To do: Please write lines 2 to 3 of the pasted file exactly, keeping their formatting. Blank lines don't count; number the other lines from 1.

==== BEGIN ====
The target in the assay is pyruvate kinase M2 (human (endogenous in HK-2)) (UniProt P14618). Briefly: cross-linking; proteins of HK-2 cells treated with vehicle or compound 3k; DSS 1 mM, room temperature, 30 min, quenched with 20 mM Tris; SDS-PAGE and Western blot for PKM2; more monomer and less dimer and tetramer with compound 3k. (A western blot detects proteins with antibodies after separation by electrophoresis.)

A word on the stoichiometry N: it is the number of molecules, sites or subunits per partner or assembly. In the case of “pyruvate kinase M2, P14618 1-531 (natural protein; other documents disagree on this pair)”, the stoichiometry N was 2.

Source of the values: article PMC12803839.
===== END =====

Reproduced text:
A word on the stoichiometry N: it is the number of molecules, sites or subunits per partner or assembly. In the case of “pyruvate kinase M2, P14618 1-531 (natural protein; other documents disagree on this pair)”, the stoichiometry N was 2.

Source of the values: article PMC12803839.